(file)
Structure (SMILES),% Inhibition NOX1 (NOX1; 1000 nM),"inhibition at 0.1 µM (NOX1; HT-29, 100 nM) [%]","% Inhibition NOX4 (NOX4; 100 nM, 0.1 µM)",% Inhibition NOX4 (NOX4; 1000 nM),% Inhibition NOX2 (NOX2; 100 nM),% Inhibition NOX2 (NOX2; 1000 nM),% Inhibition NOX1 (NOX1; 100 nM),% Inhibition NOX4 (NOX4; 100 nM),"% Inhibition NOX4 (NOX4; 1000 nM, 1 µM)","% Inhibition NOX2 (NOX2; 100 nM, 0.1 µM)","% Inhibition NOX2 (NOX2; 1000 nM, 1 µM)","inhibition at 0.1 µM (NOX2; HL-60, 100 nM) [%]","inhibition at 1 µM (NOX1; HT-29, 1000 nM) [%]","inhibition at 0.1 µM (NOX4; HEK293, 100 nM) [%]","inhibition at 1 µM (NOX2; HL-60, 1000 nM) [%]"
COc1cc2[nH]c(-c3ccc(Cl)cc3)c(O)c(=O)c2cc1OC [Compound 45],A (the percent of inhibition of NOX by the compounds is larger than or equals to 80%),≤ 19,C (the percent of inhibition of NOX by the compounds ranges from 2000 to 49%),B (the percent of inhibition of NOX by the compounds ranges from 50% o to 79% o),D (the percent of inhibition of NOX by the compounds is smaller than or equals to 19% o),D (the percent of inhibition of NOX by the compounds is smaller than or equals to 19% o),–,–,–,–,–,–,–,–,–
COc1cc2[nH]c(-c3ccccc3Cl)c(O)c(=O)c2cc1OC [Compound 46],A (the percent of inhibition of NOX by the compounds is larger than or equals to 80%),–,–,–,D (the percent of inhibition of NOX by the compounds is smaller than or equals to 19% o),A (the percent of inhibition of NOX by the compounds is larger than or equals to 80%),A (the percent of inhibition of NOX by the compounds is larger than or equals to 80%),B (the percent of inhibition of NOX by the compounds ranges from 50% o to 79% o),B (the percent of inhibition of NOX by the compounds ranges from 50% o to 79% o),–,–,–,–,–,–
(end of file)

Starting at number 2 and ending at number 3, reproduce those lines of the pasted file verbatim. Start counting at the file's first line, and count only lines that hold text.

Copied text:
COc1cc2[nH]c(-c3ccc(Cl)cc3)c(O)c(=O)c2cc1OC [Compound 45],A (the percent of inhibition of NOX by the compounds is larger than or equals to 80%),≤ 19,C (the percent of inhibition of NOX by the compounds ranges from 2000 to 49%),B (the percent of inhibition of NOX by the compounds ranges from 50% o to 79% o),D (the percent of inhibition of NOX by the compounds is smaller than or equals to 19% o),D (the percent of inhibition of NOX by the compounds is smaller than or equals to 19% o),–,–,–,–,–,–,–,–,–
COc1cc2[nH]c(-c3ccccc3Cl)c(O)c(=O)c2cc1OC [Compound 46],A (the percent of inhibition of NOX by the compounds is larger than or equals to 80%),–,–,–,D (the percent of inhibition of NOX by the compounds is smaller than or equals to 19% o),A (the percent of inhibition of NOX by the compounds is larger than or equals to 80%),A (the percent of inhibition of NOX by the compounds is larger than or equals to 80%),B (the percent of inhibition of NOX by the compounds ranges from 50% o to 79% o),B (the percent of inhibition of NOX by the compounds ranges from 50% o to 79% o),–,–,–,–,–,–